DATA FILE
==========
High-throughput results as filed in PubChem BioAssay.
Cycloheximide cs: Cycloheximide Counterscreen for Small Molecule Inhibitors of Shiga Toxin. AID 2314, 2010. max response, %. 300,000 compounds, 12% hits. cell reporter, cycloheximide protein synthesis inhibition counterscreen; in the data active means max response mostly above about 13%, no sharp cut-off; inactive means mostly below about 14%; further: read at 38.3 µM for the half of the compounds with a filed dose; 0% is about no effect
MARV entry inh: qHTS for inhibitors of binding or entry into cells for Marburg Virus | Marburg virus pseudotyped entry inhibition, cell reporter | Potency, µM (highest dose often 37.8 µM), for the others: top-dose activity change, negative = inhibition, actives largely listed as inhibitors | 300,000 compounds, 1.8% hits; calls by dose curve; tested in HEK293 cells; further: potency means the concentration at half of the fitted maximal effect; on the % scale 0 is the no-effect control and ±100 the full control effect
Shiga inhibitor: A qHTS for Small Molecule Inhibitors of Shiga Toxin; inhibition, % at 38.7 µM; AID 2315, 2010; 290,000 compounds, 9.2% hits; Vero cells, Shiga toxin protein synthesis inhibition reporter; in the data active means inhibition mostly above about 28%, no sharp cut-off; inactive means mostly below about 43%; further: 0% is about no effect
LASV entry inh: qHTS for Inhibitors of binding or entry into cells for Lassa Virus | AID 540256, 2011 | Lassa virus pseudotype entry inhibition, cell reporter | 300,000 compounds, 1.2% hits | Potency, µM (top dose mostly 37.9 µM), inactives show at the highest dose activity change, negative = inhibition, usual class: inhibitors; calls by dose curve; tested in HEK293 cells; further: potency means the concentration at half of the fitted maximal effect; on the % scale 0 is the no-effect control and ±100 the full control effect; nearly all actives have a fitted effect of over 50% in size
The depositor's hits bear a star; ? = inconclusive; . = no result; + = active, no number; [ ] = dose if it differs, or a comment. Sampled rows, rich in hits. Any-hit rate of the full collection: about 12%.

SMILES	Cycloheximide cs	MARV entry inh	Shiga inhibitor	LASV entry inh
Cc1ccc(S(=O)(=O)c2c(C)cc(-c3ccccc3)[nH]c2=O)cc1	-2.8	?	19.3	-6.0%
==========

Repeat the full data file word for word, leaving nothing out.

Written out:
High-throughput results as filed in PubChem BioAssay.
Cycloheximide cs: Cycloheximide Counterscreen for Small Molecule Inhibitors of Shiga Toxin. AID 2314, 2010. max response, %. 300,000 compounds, 12% hits. cell reporter, cycloheximide protein synthesis inhibition counterscreen; in the data active means max response mostly above about 13%, no sharp cut-off; inactive means mostly below about 14%; further: read at 38.3 µM for the half of the compounds with a filed dose; 0% is about no effect
MARV entry inh: qHTS for inhibitors of binding or entry into cells for Marburg Virus | Marburg virus pseudotyped entry inhibition, cell reporter | Potency, µM (highest dose often 37.8 µM), for the others: top-dose activity change, negative = inhibition, actives largely listed as inhibitors | 300,000 compounds, 1.8% hits; calls by dose curve; tested in HEK293 cells; further: potency means the concentration at half of the fitted maximal effect; on the % scale 0 is the no-effect control and ±100 the full control effect
Shiga inhibitor: A qHTS for Small Molecule Inhibitors of Shiga Toxin; inhibition, % at 38.7 µM; AID 2315, 2010; 290,000 compounds, 9.2% hits; Vero cells, Shiga toxin protein synthesis inhibition reporter; in the data active means inhibition mostly above about 28%, no sharp cut-off; inactive means mostly below about 43%; further: 0% is about no effect
LASV entry inh: qHTS for Inhibitors of binding or entry into cells for Lassa Virus | AID 540256, 2011 | Lassa virus pseudotype entry inhibition, cell reporter | 300,000 compounds, 1.2% hits | Potency, µM (top dose mostly 37.9 µM), inactives show at the highest dose activity change, negative = inhibition, usual class: inhibitors; calls by dose curve; tested in HEK293 cells; further: potency means the concentration at half of the fitted maximal effect; on the % scale 0 is the no-effect control and ±100 the full control effect; nearly all actives have a fitted effect of over 50% in size
The depositor's hits bear a star; ? = inconclusive; . = no result; + = active, no number; [ ] = dose if it differs, or a comment. Sampled rows, rich in hits. Any-hit rate of the full collection: about 12%.

SMILES	Cycloheximide cs	MARV entry inh	Shiga inhibitor	LASV entry inh
Cc1ccc(S(=O)(=O)c2c(C)cc(-c3ccccc3)[nH]c2=O)cc1	-2.8	?	19.3	-6.0%